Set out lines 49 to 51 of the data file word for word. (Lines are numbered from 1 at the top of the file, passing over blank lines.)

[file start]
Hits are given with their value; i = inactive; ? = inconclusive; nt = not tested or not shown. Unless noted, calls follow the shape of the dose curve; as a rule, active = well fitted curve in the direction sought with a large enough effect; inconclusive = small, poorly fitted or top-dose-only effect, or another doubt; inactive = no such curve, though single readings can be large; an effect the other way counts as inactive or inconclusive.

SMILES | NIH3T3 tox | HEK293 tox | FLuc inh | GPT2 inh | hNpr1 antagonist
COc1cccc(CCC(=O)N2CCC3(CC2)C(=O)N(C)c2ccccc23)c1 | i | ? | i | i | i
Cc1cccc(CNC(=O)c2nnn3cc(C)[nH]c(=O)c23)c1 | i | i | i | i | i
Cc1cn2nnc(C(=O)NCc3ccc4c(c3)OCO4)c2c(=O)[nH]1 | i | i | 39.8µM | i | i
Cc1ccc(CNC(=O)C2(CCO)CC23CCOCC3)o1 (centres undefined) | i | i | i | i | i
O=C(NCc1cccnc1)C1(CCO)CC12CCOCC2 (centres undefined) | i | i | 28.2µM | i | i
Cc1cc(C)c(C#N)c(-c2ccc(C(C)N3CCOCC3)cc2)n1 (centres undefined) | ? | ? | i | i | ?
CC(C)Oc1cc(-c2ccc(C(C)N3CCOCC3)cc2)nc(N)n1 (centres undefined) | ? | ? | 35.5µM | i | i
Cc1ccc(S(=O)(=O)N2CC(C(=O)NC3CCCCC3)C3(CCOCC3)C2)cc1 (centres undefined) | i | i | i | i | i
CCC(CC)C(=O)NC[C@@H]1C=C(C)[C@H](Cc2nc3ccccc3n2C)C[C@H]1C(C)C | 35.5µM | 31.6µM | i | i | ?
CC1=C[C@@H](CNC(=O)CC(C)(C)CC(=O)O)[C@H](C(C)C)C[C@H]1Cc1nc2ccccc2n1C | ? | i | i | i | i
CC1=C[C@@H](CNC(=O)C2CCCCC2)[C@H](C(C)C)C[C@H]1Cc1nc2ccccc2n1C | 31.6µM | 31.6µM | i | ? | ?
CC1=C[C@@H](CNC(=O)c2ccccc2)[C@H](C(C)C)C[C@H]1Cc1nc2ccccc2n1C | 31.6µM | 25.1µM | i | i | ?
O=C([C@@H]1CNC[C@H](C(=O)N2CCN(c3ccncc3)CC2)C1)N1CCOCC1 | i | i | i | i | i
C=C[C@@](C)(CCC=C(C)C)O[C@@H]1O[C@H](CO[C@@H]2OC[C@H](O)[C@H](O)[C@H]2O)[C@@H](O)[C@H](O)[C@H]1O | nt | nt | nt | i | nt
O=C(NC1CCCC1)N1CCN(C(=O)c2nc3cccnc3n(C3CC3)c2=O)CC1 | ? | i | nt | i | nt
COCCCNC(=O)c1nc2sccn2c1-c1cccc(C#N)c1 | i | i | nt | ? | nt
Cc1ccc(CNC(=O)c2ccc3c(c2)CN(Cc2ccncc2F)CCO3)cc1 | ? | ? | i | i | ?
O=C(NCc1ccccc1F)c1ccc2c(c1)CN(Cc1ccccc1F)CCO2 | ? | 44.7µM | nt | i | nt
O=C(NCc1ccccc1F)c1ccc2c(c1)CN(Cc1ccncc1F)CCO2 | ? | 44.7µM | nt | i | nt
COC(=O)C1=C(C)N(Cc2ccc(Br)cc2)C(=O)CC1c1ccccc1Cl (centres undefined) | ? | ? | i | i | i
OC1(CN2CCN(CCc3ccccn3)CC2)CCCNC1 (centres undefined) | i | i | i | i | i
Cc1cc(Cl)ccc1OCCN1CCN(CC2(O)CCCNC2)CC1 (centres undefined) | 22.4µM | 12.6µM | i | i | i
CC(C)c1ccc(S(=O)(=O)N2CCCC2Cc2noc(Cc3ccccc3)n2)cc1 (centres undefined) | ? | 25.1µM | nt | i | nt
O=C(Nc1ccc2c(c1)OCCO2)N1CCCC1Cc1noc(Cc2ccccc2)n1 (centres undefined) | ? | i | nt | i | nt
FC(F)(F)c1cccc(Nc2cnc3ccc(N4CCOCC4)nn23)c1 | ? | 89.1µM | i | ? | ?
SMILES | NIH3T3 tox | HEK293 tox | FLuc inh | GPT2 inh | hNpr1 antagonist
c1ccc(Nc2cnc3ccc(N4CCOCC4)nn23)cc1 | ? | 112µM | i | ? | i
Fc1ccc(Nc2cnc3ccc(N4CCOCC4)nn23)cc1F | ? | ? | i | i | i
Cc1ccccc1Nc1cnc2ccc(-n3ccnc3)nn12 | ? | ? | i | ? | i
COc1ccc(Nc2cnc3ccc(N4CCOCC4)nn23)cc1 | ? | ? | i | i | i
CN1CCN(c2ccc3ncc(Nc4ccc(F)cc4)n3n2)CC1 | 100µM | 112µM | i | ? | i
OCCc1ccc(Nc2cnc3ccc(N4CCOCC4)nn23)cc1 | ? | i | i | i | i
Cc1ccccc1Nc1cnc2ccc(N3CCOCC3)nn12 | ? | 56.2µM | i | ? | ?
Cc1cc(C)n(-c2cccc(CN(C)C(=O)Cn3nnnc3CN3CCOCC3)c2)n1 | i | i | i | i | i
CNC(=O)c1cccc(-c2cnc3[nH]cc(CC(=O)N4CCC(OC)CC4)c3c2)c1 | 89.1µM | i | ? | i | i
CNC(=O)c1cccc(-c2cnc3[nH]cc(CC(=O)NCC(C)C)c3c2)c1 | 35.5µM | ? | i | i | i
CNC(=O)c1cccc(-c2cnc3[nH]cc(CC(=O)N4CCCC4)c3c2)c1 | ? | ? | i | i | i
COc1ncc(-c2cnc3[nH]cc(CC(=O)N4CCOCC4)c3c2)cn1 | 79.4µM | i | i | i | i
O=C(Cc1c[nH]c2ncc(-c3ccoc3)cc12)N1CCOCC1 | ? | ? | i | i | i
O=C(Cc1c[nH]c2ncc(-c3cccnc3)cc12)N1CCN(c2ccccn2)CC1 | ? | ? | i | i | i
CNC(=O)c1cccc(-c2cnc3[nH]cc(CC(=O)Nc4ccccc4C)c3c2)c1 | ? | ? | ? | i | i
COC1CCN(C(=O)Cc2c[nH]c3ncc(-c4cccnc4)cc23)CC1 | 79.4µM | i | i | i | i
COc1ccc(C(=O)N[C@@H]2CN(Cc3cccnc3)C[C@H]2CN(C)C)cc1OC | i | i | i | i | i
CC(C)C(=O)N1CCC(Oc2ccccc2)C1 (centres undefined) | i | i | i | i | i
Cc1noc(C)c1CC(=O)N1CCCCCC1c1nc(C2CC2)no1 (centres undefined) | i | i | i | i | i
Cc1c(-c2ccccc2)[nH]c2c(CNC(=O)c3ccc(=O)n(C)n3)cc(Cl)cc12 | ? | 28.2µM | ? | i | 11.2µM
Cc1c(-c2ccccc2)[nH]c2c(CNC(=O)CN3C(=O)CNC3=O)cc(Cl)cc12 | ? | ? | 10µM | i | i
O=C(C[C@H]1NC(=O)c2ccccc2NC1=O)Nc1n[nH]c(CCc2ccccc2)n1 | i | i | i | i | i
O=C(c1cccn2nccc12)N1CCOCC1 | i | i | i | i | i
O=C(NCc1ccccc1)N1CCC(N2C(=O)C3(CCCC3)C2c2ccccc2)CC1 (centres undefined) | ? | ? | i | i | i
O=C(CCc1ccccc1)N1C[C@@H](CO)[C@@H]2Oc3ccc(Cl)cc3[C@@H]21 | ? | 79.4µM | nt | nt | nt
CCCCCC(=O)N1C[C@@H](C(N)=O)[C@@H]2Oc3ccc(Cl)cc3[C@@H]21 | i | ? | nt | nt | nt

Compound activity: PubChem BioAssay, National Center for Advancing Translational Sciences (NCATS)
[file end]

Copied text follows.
Cc1c(-c2ccccc2)[nH]c2c(CNC(=O)CN3C(=O)CNC3=O)cc(Cl)cc12 | ? | ? | 10µM | i | i
O=C(C[C@H]1NC(=O)c2ccccc2NC1=O)Nc1n[nH]c(CCc2ccccc2)n1 | i | i | i | i | i
O=C(c1cccn2nccc12)N1CCOCC1 | i | i | i | i | i